CLV = Customer Value x Number of Times the Customer Purchases Each Year x Average Customer Lifespan

Let’s say you have two customers: Customer A who makes a one-time purchase of a $250 t-shirt. They haven't returned to your store since. And customer B who purchased a $100 purchase on a pair of jeans initially. They return every few months and spend an average of $75 per visit over the next two years.

Here's how CLV helps understand their value:

  • Customer A: CLV = $250 (purchase value) x 1 year (estimated lifespan) = $250.
  • Customer B: CLV = $75 (average purchase value) x 4 visits/year (estimated purchase frequency) x 2 years (lifespan) = $600.

Even though Customer A spent more initially, Customer B holds a significantly higher CLV ($600 vs. $250). That means customer loyalty and repeat purchases can greatly impact the revenue of your business.

Since acquiring a new customer can cost 5-10 times more than retaining an existing one, it’s only fair that you prioritize focusing on customer retention strategies that improve CLV. 

By tracking and optimizing CLV, you can make data-driven decisions to acquire high-value customers, retain your loyal base, and fuel sustainable growth for your business.

Tools to Track CLV: Customer Relationship Management (CRM) software like HubSpot or Salesforce can integrate with your e-commerce platform to track customer purchase history and predict future behavior.

      4. Customer Acquisition Cost (CAC)

Customer Acquisition Cost (CAC) is the total cost incurred by a business to acquire a single customer. It includes all expenses related to marketing, advertising, sales, and other initiatives aimed at attracting and converting prospects into paying customers.

The formula to calculate this key e-commerce metric is:

CAC = Total Customer Acquisition Cost / Number of Customers Acquired

So if your store spends $10,000 on marketing campaigns in a month and acquires 100 new customers during that time, your CAC would be:

CAC = $10,000 (marketing spend) / 100 new customers = $100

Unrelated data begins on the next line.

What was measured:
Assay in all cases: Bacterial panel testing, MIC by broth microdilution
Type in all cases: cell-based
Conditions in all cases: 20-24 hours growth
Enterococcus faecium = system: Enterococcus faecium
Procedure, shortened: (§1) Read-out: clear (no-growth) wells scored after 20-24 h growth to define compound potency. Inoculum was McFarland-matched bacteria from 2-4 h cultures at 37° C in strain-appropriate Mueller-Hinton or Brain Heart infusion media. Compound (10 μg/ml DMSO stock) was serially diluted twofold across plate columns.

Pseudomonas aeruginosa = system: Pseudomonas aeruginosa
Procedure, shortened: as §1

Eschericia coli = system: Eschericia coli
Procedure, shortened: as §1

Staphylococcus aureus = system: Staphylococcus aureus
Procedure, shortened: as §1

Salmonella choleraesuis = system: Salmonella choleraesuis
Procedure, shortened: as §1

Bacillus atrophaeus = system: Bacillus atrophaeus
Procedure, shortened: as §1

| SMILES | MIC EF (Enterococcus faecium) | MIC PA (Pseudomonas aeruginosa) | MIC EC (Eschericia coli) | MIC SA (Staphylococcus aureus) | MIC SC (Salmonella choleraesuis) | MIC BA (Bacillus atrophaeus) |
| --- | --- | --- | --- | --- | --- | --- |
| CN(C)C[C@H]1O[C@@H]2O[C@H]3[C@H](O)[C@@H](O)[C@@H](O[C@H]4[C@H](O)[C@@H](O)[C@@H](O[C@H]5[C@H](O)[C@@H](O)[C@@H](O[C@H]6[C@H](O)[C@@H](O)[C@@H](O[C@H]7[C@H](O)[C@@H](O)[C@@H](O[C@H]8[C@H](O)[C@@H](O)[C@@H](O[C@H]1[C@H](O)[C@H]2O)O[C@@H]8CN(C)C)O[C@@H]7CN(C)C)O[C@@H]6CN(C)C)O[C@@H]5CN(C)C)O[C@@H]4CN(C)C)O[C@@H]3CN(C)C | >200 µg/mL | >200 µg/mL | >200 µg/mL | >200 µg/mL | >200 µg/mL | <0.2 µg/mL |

This way CAC acts as a benchmark that determines the effectiveness of your customer acquisition strategies. A high CAC means you need to refine your marketing campaigns or explore more cost-effective channels.

Tracking CAC alongside other key e-commerce metrics like conversion rate and CLV (Customer Lifetime Value) helps you identify areas for improvement. Ideally, your CLV should be higher than your CAC to ensure your business remains profitable after factoring in customer acquisition costs.

Tools to Track CAC: Marketing analytics platforms like Facebook Ads Insights and Google Ads provide data on campaign spending and customer acquisition. Additionally, CRM software can help you track the source of new customers, allowing you to optimize your marketing spending across different channels.

      5. Shopping Cart Abandonment Rate

The shopping cart abandonment rate is the percentage of website visitors who add items to their cart but leave the site before completing the purchase.

Here’s the formula for calculating it:

Shopping Cart Abandonment Rate = (1 - Conversion Rate) x 100%

That means if your website has a 2% conversion rate (meaning 2% of visitors make a purchase), your shopping cart abandonment rate would be:

Abandonment Rate = (1 - 0.02) x 100% = 98%

The global average shopping cart abandonment rate is almost 70%. That’s a whole lot of lost sales opportunities. If you have a high shopping cart abandonment rate, it's time to dig into your website's checkout funnel and identify areas for improvement.